#1 Edited by SunBroZak (1350 posts) -

Take a drink for every use of the word "mature".

When I say "mature", I don't mean mature as in the ESRB rating. It seems that the word "mature" can be thrown around to refer to content (be it story-telling, imagery and so on) that is adult. In the case of violence, take Mortal Kombat as an example. While it's gore and violence give it the appearance of a "mature" game, it's not really seen as one. It's over-the-top violence has been called childish in the past. Which isn't necessarily a knock against it. It's just not "mature".

So I ask the Giant Bomb community, what is a "mature" video-game? When I try to think of an example, Spec Ops: The Line comes to mind. That game tries to criticize you for expecting it to be a power fantasy. Explaining that the horrors of war is something that has been dealt with in a juvenile way in most games, creating a expectation when going into that sort of game. But what makes it mature? Is it the dark, grimace tone? The "real" depiction of violent actions?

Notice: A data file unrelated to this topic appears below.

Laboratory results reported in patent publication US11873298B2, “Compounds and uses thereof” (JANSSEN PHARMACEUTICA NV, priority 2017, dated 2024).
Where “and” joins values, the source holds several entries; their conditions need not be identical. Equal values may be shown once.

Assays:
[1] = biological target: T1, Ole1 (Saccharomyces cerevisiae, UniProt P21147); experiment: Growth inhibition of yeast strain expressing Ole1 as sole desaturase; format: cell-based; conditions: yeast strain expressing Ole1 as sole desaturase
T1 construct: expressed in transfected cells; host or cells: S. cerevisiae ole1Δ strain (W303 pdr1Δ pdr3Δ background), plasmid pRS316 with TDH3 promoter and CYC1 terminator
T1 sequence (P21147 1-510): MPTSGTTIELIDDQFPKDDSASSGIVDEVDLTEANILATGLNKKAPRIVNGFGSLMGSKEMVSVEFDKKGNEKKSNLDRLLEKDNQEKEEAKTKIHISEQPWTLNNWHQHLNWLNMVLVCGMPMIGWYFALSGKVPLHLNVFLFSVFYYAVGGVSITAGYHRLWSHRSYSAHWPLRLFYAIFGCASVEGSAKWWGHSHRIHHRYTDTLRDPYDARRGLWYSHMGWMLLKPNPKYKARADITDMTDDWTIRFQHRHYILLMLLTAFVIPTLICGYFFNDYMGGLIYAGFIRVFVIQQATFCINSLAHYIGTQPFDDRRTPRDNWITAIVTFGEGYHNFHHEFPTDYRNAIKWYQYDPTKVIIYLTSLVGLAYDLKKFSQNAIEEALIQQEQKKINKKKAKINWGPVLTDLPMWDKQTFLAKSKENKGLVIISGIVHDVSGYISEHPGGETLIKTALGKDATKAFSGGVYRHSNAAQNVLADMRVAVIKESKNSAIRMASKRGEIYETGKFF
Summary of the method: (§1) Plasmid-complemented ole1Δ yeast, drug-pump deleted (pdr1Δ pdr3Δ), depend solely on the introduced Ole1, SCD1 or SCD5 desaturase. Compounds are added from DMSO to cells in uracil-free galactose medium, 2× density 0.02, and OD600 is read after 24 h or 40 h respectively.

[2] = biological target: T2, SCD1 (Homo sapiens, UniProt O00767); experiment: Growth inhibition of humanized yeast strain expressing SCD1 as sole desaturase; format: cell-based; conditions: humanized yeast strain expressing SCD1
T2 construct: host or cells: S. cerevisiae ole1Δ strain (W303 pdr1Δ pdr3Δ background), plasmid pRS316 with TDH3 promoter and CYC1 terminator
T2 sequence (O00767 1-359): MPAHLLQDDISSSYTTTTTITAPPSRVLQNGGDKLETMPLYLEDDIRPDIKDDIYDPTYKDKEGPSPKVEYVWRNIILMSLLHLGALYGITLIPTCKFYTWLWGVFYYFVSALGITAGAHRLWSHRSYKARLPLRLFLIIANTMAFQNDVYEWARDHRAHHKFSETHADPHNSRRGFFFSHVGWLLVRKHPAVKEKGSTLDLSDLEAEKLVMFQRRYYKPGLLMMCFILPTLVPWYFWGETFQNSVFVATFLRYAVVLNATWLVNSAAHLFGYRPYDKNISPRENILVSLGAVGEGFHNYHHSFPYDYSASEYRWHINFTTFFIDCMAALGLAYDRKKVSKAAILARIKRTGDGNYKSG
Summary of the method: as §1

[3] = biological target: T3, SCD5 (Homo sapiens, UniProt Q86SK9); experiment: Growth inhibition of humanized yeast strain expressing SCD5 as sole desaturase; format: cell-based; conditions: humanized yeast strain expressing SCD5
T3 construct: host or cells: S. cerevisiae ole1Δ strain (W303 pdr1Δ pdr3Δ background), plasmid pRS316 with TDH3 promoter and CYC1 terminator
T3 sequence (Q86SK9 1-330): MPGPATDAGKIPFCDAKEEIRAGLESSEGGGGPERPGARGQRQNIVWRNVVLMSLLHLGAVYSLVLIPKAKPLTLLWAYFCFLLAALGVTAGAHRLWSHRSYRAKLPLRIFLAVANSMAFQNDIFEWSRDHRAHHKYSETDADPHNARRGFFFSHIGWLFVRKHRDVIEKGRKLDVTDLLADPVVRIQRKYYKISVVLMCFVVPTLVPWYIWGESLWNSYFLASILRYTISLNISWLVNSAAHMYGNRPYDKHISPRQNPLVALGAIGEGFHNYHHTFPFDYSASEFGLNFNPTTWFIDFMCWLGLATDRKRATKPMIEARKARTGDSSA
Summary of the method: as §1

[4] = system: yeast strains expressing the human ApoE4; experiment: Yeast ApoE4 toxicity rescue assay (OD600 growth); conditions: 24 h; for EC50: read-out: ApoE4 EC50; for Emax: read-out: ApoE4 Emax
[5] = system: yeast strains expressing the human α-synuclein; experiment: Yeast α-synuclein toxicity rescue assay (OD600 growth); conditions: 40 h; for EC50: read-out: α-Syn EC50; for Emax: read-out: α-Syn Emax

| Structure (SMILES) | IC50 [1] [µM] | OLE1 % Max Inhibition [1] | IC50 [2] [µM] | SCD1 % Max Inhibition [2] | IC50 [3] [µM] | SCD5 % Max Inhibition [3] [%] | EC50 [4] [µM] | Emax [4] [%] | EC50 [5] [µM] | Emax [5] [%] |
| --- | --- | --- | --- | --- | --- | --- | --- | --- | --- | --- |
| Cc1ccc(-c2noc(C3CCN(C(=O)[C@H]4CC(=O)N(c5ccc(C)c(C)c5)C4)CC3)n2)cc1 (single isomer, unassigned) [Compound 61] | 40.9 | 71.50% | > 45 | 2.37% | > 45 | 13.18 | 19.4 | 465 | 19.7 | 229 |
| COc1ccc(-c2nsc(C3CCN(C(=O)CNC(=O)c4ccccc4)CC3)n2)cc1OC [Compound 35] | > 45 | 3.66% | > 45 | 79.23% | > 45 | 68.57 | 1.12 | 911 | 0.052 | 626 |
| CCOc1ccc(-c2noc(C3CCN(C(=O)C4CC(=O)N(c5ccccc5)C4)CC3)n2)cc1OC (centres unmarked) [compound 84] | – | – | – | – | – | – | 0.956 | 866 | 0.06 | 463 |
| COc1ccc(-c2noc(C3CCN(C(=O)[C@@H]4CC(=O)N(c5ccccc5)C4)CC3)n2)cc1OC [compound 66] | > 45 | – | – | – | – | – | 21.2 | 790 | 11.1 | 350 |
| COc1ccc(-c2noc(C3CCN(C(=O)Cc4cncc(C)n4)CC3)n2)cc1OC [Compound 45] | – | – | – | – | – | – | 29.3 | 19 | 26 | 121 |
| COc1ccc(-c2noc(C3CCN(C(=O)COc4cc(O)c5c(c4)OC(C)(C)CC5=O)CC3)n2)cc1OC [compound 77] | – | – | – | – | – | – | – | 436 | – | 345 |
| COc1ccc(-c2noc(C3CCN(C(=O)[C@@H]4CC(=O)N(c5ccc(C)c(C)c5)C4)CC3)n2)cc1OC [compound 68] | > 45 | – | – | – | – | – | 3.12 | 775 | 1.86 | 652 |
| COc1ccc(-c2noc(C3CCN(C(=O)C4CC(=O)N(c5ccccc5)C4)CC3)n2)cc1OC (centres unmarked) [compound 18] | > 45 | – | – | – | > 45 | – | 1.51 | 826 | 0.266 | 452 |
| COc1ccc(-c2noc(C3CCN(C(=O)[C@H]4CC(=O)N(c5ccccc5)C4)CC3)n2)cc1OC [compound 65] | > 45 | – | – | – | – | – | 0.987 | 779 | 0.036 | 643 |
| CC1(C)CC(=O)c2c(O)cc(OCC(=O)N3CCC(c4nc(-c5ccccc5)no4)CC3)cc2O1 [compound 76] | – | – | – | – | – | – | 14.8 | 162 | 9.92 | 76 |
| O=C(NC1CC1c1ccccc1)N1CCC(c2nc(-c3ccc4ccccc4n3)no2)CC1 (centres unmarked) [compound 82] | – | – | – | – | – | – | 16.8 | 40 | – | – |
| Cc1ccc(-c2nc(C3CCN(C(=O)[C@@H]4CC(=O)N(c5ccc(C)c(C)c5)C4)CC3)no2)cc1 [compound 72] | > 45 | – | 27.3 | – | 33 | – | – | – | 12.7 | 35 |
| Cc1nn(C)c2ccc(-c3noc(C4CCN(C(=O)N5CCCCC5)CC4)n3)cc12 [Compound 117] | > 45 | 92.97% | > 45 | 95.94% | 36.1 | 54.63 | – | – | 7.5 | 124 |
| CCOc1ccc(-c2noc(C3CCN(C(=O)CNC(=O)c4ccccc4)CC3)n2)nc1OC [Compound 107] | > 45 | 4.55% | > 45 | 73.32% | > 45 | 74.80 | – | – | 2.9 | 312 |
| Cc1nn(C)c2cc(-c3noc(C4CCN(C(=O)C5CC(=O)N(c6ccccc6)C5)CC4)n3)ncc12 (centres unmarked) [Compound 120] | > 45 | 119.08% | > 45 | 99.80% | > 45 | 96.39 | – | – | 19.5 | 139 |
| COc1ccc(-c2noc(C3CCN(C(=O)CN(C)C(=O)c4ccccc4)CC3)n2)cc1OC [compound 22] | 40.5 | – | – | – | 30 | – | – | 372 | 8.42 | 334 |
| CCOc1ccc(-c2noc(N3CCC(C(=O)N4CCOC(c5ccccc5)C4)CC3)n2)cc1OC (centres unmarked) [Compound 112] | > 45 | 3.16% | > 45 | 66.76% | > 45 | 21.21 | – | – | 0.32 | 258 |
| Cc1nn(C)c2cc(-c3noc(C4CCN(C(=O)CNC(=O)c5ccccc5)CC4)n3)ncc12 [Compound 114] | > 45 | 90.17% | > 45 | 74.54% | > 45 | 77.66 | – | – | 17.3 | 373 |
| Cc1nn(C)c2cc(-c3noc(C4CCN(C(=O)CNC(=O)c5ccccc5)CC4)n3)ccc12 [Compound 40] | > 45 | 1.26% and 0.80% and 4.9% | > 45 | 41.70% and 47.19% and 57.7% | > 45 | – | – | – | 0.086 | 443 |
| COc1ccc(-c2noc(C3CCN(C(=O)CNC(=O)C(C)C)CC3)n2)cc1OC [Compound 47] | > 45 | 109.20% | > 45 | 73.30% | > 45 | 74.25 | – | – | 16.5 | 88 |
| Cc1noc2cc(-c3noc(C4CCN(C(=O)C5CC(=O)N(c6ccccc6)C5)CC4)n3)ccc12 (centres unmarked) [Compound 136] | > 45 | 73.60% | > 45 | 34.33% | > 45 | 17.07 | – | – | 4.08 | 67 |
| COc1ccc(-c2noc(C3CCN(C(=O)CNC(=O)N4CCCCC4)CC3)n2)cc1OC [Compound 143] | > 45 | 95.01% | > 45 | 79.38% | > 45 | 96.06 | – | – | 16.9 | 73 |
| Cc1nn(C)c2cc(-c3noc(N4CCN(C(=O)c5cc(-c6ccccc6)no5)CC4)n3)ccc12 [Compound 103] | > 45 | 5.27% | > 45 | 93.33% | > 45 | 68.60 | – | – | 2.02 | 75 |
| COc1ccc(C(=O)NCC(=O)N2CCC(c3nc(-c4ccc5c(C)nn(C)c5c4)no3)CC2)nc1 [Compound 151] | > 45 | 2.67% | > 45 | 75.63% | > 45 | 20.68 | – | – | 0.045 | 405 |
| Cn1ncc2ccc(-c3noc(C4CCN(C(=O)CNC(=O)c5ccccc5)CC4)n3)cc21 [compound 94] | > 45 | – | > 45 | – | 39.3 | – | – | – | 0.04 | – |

Perhaps the word mature is too easily thrown around as a quip when talking about violent games.

"Call of Duty isn't mature".

"This game that I like is much more mature, and therefor cooler"

"Stop playing your kids games. I'm an adult because I play mature games".

#2 Posted by jdh5153 (1034 posts) -

Nintendo- 10 and under

Sony - 13-16

Microsoft - 18+.

Problem solved.

#3 Posted by CaptainObvious (3000 posts) -

@jdh5153 said:

Nintendo- 10 and under

Sony - 13-16

Microsoft - 18+.

Problem solved.

Hwat.

#4 Edited by Vermisean (154 posts) -

@sunbrozak: I second Spec Ops: The Line on the mature front as well.

But I would also classify something like Dear Esther as a "mature" title. I don't think violence is a defining factor necessarily, at least not as much as tone. To me, Dear Esther requires a "mature" mindset. It isn't frenetic or action-packed, but the feeling of isolation and the interesting narrative paths it takes mean that an "immature" person might not enjoy or get it.

#5 Edited by ArbitraryWater (12110 posts) -